The Dowds of journalism are also upwardly mobile enough to aspire to invitation into the salons, dining rooms, and committee conference rooms of those above them in both wealth and station.
You don't get those invitations if you foolishly write that a Jackson Pollack painting could have been done - in fact, has been done - by a chimpanzee with a paintbrush, or that architect Frank Gehry's crazy building designs look like exemplars of the crushed-tin-can school of architecture, or that trendy Maya Angelou's poetry falls far short of Shakespeare's (a dead white male) in terms of structure, discipline, breadth of language, or portrayal of the human condition.
The same group of aspiring upwardly-mobile Fourth Estaters seems to include the editor-publisher of Middlebury's liberal newspaper; he used a full third of his editorial column recently to denigrate Alaska Gov. Sarah Palin for using a couple of "likes" in one of her interviews. The same editor-publisher has been remarkably silent on the avalanche of Caroline Kennedy "ya knows."
Had the Kennedy standard-bearer in-training been either more to the right or less rich, she would have been a suitably down-scale target for his brand of editorial ridicule.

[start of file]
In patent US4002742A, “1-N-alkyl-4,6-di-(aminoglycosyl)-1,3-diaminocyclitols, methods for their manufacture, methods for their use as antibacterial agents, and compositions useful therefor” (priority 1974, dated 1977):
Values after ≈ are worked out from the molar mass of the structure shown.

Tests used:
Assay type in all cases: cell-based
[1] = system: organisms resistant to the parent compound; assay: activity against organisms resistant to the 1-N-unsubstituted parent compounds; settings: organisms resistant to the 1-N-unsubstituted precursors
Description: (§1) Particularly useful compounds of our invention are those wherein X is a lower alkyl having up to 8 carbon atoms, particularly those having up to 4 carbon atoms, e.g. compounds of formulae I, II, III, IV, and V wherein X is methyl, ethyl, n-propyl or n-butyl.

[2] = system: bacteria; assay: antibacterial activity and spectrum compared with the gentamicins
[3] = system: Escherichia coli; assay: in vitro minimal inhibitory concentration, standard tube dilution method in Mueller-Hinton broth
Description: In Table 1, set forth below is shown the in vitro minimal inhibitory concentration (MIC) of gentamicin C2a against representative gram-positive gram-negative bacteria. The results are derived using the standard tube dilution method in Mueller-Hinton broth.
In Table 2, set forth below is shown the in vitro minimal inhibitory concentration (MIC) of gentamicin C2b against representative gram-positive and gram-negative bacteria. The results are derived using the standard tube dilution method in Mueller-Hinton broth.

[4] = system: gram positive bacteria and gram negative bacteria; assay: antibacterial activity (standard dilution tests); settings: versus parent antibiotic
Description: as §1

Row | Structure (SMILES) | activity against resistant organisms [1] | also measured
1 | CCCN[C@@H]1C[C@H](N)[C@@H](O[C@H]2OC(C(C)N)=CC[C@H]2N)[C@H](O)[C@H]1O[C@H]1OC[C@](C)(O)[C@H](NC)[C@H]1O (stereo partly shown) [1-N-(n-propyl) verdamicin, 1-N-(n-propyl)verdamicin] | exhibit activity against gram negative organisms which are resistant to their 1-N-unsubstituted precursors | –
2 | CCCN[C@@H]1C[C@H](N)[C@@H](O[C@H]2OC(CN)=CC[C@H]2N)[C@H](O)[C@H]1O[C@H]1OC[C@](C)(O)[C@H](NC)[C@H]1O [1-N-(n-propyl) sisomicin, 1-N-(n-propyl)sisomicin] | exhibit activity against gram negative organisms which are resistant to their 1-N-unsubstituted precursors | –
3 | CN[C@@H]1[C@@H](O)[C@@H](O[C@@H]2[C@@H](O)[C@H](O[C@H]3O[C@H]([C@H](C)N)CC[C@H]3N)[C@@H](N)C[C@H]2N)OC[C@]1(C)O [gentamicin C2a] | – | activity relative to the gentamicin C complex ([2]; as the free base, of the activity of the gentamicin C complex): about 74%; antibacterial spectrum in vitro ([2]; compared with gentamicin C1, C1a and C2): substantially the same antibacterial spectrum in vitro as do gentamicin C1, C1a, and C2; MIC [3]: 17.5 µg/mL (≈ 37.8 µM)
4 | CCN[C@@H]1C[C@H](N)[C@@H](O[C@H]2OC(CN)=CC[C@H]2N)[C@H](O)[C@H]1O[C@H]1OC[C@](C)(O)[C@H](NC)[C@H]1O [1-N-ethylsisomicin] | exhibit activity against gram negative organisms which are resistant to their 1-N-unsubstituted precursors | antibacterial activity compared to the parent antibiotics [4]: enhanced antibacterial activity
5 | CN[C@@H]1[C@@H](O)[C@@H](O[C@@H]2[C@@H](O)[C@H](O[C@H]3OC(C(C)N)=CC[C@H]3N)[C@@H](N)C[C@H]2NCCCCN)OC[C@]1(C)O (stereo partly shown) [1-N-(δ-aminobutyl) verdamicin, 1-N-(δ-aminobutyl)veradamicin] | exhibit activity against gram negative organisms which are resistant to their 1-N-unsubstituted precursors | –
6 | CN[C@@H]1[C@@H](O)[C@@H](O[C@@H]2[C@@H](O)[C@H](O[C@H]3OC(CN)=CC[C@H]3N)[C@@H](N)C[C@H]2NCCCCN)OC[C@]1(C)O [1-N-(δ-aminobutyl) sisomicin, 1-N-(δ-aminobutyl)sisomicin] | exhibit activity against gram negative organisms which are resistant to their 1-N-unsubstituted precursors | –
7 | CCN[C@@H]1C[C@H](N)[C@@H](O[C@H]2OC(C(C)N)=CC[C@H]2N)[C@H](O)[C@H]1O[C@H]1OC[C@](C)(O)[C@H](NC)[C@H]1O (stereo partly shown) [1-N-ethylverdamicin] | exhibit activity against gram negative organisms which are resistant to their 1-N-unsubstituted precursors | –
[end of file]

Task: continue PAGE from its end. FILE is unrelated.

When my generation was growing up, we were ridiculed at home and school for using "ya know" in conversation - "no, dear, I don't know" - or - "no, young man, we don't know" were the humbling devices, devices which cured us at the dinner table or in the classroom through humiliation (like the now-vanished parochial-school hardwood ruler presently considered as child abuse).
All of the above explains why, in Joseph Sobran's words, "In one century we have gone from teaching Greek and Latin in high school to teaching remedial English in college."
Caroline Kennedy apparently had such an active social calendar in her undergraduate years that, ya know, she simply couldn't, ya know, even find time, ya know, to attend those classes.
Former Vermonter Martin Harris lives in Tennessee.